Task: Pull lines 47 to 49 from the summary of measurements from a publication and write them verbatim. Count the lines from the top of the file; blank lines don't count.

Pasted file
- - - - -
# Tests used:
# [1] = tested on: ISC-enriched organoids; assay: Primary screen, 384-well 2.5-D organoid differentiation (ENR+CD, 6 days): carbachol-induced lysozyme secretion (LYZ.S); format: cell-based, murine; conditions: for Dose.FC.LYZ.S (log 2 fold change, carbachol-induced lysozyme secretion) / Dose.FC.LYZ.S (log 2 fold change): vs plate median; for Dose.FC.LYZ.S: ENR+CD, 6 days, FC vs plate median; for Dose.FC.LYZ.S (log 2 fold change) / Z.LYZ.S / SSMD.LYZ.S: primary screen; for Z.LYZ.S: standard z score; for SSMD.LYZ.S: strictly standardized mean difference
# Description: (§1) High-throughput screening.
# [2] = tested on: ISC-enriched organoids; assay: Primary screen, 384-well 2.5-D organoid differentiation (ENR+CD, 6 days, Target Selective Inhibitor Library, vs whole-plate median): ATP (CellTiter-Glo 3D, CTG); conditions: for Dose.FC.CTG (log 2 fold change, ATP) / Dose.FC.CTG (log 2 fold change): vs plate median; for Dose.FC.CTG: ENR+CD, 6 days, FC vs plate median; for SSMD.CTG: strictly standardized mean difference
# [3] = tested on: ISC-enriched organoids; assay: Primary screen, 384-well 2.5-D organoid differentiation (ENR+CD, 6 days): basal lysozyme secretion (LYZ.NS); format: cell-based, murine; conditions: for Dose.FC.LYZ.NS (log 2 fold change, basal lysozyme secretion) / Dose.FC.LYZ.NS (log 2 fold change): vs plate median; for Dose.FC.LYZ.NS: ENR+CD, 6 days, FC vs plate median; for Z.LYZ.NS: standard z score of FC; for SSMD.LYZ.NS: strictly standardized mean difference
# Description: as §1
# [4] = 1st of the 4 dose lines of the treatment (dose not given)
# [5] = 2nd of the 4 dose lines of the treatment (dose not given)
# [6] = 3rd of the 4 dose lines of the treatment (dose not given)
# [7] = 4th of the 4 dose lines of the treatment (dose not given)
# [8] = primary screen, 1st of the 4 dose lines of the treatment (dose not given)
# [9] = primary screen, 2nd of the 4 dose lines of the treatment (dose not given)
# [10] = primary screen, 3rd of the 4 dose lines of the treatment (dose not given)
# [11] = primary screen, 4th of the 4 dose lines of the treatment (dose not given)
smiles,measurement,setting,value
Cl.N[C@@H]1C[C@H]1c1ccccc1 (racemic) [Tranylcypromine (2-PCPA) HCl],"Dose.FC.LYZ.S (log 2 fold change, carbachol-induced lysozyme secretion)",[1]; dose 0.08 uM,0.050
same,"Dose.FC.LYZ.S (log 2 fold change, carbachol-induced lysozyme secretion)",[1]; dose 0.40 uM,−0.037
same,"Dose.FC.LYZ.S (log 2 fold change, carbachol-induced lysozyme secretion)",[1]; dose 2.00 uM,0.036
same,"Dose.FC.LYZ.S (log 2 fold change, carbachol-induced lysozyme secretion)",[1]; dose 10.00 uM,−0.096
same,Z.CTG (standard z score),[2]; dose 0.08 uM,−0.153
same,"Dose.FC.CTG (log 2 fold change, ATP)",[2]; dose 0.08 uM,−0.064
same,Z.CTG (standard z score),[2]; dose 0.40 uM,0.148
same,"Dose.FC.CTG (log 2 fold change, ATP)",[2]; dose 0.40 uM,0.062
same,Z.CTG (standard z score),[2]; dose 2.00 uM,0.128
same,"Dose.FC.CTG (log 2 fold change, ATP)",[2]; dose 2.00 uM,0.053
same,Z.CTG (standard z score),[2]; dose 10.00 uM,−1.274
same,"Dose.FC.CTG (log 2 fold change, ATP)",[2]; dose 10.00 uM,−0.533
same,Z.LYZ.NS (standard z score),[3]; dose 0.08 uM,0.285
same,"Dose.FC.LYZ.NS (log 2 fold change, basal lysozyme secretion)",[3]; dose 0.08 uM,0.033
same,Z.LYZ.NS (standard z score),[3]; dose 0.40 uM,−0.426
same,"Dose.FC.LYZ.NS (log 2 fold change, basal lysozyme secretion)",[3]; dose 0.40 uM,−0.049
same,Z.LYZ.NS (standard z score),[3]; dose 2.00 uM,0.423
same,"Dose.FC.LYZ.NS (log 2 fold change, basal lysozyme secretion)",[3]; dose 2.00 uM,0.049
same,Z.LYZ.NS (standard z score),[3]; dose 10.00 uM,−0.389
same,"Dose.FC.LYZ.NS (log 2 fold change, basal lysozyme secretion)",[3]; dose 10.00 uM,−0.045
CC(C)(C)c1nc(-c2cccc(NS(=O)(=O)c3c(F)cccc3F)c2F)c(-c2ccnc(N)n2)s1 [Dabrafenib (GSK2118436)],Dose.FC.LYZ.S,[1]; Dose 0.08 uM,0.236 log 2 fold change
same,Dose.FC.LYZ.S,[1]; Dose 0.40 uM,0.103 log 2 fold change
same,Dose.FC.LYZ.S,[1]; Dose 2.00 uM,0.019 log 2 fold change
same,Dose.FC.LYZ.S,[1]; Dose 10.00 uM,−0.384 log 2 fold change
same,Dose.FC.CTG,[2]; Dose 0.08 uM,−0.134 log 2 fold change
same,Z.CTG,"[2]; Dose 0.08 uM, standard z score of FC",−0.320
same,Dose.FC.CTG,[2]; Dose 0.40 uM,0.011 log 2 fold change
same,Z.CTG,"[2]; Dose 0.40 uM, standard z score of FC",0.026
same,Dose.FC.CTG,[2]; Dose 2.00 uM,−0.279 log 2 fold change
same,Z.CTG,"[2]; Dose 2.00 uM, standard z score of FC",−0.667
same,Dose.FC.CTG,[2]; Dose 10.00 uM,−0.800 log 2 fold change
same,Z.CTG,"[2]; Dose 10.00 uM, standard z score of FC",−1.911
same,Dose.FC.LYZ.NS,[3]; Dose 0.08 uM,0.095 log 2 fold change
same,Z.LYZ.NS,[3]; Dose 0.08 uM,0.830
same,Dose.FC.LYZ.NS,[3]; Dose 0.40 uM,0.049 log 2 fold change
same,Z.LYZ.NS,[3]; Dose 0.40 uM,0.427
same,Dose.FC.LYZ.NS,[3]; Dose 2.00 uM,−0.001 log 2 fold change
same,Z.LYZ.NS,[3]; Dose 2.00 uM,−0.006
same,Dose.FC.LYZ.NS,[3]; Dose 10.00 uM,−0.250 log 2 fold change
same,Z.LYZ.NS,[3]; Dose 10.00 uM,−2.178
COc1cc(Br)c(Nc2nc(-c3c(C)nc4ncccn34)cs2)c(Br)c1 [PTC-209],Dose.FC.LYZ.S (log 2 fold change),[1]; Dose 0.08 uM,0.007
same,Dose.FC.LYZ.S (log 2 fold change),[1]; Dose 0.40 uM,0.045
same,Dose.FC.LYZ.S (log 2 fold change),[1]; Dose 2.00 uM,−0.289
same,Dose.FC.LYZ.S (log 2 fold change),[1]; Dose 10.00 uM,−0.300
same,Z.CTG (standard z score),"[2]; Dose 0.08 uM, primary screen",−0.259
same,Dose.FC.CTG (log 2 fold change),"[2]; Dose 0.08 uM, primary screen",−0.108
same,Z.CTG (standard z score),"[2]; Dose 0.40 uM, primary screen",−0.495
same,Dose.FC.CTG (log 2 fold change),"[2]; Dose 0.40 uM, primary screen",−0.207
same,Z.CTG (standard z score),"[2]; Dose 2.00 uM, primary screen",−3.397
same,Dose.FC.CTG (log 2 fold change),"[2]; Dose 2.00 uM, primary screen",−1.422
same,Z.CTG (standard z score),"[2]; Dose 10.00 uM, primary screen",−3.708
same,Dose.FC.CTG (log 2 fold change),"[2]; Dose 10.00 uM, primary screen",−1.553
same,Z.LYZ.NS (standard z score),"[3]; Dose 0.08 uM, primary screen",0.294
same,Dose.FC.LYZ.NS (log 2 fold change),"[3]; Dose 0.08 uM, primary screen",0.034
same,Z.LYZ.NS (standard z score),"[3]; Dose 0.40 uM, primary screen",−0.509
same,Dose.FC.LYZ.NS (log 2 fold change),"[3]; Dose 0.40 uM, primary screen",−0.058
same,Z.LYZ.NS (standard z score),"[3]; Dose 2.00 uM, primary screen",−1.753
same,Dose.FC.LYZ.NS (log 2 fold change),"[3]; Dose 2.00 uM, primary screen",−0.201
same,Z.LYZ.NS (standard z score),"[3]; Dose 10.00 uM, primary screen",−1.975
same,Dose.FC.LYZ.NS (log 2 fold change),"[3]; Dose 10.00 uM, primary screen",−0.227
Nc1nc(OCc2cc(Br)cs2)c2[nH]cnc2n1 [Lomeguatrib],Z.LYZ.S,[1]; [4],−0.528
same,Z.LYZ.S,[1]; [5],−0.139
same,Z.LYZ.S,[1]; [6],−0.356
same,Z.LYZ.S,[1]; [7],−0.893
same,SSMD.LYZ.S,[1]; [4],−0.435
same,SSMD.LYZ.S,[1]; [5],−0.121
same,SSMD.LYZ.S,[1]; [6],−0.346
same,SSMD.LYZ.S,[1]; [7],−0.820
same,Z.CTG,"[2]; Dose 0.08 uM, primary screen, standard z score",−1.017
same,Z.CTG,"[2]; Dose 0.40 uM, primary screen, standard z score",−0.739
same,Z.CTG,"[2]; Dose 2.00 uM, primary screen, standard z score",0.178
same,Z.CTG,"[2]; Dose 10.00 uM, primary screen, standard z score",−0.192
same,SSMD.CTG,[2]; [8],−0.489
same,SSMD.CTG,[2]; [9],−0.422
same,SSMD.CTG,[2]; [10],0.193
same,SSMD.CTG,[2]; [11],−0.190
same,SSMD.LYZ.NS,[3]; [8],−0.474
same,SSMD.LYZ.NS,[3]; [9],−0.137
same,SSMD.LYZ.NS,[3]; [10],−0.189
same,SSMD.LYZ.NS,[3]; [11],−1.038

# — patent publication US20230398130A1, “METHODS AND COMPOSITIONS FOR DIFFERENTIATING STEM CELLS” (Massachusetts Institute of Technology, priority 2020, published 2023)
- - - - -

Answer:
same,Z.CTG,"[2]; Dose 10.00 uM, standard z score of FC",−1.911
same,Dose.FC.LYZ.NS,[3]; Dose 0.08 uM,0.095 log 2 fold change
same,Z.LYZ.NS,[3]; Dose 0.08 uM,0.830